Following on from my articles on infrastructure assets, another portfolio diversification tool to consider is property.
Commercial property investments can provide an attractive and hopefully rising rental income and some capital growth over the long term – potentially outpacing inflation. Areas with overcapacity are less likely to make good inflation hedges, though. Falling rents or void periods reduce investor income and hinder capital values. Other areas in demand such as warehouses, logistics, data centres and healthcare property could be more resilient, albeit valuations are more expensive, and rising income streams from strong performing property assets could be a valuable addition to an income portfolio.
For investors that don’t need an income, property can still be a useful asset. It has its own drivers of performance, although broader market trends can have an influence. Demand for most income-producing investments can be affected by bond yields, and the economic cycle, which drives equities, can also be a factor that affects property of various types.
Recent property trends
Despite a robust and broad recovery in property funds and real estate investment trusts (REITs) since Covid lows income yields are still comparatively high. Broad-based commercial property investment trusts offer in the region of 4-5%, which compares favourably to equities and (especially) bonds. Please note all yields are variable and not guaranteed.
The high income on offer reflects lingering uncertainty as to the trajectory of rents, particularly in more troubled sectors and areas, and the capital expenditure necessary to upgrade properties or convert to alternative uses as and when necessary.
Less income is available in specialist areas seen by investors as more ‘futureproofed’ such as warehouses, logistics and certain other subsectors such as healthcare. Here, where there is greater perceived certainty, investors are willing to accept income in the region of 3% as capital values have risen strongly over the past year or so. In the lower yielding areas, there is also usually more capacity for growth in income over time; so, investors should not simply go for the highest income areas as a better return over the long term might be achieved by having a more balanced approach.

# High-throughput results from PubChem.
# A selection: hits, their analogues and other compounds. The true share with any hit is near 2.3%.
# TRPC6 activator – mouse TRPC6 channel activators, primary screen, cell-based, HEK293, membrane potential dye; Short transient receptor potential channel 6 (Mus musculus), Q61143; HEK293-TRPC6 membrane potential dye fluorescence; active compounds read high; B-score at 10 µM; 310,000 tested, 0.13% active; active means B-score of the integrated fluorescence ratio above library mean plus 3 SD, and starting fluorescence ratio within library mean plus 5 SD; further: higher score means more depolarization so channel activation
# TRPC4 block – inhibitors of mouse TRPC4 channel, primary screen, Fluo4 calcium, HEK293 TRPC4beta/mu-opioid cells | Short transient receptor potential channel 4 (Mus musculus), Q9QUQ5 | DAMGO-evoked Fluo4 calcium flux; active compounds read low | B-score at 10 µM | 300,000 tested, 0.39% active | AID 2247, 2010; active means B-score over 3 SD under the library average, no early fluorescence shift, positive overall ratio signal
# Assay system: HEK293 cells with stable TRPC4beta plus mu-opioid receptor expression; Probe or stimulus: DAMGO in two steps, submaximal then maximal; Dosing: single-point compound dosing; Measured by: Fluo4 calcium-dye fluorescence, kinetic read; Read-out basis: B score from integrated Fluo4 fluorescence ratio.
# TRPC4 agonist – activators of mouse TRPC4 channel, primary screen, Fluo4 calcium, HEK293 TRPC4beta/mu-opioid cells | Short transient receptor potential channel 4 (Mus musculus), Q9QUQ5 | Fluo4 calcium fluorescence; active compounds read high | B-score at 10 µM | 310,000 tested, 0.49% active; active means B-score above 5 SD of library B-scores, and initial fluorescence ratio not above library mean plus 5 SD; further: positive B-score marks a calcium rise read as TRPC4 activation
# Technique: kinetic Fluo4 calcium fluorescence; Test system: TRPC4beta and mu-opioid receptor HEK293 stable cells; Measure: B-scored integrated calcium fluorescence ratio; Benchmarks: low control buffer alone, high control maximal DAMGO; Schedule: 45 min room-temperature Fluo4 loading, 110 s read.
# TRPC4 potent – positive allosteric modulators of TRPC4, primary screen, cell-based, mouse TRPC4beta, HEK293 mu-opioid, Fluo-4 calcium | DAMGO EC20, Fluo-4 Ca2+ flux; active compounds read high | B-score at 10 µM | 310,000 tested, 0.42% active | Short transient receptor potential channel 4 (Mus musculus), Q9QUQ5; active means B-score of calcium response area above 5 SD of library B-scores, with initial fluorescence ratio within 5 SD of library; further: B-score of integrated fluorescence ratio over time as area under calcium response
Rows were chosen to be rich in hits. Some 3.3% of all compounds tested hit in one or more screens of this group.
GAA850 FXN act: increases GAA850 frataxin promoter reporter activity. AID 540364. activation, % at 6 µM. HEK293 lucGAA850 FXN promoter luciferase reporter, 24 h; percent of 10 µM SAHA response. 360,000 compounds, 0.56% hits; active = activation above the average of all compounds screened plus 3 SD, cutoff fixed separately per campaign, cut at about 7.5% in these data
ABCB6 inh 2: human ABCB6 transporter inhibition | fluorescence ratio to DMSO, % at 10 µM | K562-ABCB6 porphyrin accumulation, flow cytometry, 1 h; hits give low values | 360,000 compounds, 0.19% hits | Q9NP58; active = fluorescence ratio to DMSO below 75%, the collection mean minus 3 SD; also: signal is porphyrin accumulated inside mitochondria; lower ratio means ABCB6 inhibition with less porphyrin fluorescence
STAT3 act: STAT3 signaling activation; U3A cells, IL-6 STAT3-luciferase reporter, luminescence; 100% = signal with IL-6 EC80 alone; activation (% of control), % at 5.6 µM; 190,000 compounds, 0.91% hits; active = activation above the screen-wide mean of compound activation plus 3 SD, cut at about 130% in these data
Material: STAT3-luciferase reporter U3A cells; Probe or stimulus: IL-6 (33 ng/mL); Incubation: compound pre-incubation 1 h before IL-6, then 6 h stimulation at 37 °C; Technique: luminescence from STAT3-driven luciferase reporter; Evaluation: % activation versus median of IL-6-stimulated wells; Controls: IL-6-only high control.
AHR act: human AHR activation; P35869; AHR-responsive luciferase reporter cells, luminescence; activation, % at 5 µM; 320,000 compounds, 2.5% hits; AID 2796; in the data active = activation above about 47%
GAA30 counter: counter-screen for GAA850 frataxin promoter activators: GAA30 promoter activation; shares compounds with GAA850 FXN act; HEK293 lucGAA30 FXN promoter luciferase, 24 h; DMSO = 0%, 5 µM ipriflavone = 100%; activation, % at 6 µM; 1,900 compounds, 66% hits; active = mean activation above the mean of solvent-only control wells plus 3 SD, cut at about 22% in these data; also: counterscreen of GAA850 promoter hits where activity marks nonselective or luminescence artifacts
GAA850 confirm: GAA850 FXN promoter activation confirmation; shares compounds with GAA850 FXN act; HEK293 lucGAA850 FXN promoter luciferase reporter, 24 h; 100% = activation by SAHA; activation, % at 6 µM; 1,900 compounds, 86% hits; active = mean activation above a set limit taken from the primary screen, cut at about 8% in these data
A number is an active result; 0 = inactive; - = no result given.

Across various property subsectors we are seeing a redefining of what constitutes a ‘prime’ property. This was probably always going to happen but, as with many things, Covid-19 has acted as an accelerant of the prevailing trend and a disruptor of the natural order. Most obviously, lockdowns sped up the migration to online retail, intensifying demand for warehouse space to execute transactions and pushing up valuations of logistically important commercial properties.
The other side of that coin has been the continued movement away from in-store retail, adding to the falls in rents and the increase in unwanted space, which was already emerging prior to the virus taking over our lives. It may be that, ultimately, as much as 20-30% of retail space needs to be repurposed in order to adjust to a new level of post-Covid demand. Owners of less viable retail sites will look to convert to residential, office or services use or consider demolition and redevelopment – which in some cases is the only option as useful conversion isn’t viable.
The property market remains incredibly varied, though, and while a net reduction in floor space requirements seems inevitable in some sectors, it will likely have a bigger impact on ‘secondary’ buildings. Certain shopping centres and high streets could continue to recover and perform well with the right offering. This is true of the office market too as increasingly companies seek workspace with less employee density – smaller, flexible and high-quality spaces are sought after.